Without service parking it is almost impossible to determine where losses occur and select the most fertile cows. Already well-known techniques such as nutritional flushing, pharmacological induction of heat and early weaning are valuable tools to achieve more concentrated services and with a greater calving “head”.
Bulls must be checked prior to breeding with a fertility test. by the veterinary doctor and declared fit. This includes physical examination, genital examination, and tests that indicate the breeder is in good serviceability and disease free.
Venereal diseases (trichomoniasis and campylobacteriosis) and abortigenic diseases (brucellosis, DVB, IBR, leptospirosis, neosporosis, etc.) are the main responsible for losses during pregnancy.
However, genetic aspects, metabolic deficiencies and toxic causes cannot be ignored as partial culprits. The incorporation of PCR (polymerase chain reaction) has increased the diagnostic possibilities for venereal diseases and other reproductive conditions, and allows the identification and shelter of positive animals.
Nutritional aspects during the gestation period have also been the subject of studies in recent years. A common practice of our rodeos was to restrict the cows during the winter, a restriction that is sometimes forced by the conditions of the field and the lack of rain. But nevertheless, Recent studies have suggested that nutritional aspects during pregnancy could affect the offspring’s genome, altering its future reproductive physiology.
Although the objective to be achieved is a 10% loss between pregnancy and weaning, values of 20% in herds of first calving heifers and 15% in cows are common numbers to observe. Early pregnancy losses are the most important, since after natural service or artificial insemination, fertilization occurs in almost 95% of cases.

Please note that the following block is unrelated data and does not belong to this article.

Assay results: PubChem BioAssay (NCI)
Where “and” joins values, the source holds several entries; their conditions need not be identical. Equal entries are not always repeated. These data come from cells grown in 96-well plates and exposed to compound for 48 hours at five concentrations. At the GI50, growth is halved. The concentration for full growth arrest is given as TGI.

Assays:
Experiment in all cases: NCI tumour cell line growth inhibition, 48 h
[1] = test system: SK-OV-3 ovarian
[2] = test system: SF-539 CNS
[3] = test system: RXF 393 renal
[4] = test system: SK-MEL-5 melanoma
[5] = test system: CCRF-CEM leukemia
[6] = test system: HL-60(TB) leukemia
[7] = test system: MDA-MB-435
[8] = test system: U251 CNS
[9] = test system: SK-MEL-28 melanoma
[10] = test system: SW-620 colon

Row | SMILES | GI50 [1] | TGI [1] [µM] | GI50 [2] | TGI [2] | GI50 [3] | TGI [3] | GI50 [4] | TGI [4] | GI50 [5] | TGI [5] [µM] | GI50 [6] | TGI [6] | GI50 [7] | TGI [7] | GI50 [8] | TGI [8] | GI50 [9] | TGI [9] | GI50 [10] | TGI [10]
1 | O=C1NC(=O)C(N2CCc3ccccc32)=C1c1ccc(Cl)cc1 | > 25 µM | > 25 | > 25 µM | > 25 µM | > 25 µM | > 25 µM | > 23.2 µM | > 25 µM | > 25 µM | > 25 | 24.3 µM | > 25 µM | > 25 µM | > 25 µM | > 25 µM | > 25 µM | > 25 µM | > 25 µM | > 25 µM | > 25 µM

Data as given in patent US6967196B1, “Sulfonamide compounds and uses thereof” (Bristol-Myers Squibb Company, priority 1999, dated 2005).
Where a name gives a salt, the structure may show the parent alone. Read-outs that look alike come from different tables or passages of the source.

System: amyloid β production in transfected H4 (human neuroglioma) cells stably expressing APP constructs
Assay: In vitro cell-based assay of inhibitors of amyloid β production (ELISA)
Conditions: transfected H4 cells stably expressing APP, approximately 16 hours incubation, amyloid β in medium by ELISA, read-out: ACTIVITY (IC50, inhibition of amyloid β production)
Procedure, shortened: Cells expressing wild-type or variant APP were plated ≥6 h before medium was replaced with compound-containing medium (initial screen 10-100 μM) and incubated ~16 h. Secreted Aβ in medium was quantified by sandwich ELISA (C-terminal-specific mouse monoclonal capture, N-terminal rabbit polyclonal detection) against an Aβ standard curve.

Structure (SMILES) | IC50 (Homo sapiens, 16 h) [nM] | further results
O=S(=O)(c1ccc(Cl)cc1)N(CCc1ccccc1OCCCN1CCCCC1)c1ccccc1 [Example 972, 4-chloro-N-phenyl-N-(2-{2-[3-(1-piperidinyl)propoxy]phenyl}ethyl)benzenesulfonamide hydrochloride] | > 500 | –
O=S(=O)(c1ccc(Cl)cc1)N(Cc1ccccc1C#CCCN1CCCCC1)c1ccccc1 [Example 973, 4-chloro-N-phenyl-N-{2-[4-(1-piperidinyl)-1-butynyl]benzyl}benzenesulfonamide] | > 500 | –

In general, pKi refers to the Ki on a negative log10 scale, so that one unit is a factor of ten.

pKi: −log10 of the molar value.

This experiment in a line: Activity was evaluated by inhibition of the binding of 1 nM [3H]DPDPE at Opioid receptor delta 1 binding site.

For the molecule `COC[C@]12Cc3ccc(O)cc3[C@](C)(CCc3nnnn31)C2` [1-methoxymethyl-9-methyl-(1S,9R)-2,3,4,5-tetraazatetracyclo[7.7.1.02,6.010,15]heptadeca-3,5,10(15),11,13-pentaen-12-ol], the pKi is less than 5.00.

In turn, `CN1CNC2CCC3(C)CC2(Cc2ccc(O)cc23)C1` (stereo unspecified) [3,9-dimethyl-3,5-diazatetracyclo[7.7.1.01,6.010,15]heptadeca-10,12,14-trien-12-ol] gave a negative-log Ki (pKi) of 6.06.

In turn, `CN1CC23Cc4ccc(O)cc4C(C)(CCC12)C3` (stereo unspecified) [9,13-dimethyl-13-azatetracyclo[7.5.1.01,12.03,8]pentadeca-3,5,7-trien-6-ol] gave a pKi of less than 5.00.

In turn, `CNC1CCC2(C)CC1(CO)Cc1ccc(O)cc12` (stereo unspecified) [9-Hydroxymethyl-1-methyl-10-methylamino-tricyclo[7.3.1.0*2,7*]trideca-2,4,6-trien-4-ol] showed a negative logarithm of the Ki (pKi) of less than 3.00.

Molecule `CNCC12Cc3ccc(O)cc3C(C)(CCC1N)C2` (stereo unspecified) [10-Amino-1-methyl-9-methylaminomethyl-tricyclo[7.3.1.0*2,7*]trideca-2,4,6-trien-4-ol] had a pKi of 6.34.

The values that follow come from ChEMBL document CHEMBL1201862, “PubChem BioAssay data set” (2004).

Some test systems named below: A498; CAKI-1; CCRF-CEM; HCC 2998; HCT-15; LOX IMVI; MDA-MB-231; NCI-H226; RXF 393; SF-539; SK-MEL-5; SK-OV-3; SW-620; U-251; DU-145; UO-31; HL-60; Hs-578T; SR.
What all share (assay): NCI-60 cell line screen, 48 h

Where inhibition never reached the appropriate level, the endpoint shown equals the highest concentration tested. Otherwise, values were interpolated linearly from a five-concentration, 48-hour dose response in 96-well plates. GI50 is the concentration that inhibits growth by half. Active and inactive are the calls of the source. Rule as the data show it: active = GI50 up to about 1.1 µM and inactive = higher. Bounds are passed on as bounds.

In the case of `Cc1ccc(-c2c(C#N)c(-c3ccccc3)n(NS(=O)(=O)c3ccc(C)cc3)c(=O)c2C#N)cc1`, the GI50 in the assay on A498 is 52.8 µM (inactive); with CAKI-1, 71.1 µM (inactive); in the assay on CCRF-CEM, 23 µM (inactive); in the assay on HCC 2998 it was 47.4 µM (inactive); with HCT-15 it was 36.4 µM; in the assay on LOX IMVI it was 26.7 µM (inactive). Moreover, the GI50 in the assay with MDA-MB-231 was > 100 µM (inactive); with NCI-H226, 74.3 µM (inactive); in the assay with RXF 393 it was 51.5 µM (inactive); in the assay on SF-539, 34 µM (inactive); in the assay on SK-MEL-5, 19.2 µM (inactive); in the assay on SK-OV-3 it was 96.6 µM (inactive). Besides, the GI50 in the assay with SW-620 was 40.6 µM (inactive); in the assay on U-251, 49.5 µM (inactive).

But nevertheless, only 50% of conception is detected 40 days after service. The possibility of measuring PSPB (pregnancy-specific protein) from 23 days after artificial insemination and performing ultrasound scans at 30 days have made it possible to determine the losses in these periods and seek strategies to reduce them. Without a doubt, balanced nutrition throughout the period and vaccination against reproductive diseases are some of these strategies.
In general, calving in breeding cows occurs in extensive conditions where monitoring is not possible. However, it is necessary for operators to be trained to correctly assist wombs with delivery problems. Late abortions, stillbirths and perinatal deaths are very difficult to differentiate and a plan monitored by a veterinarian is necessary, including a detailed survey of the information, with trained scouts to record the events and be able to determine where the losses occur.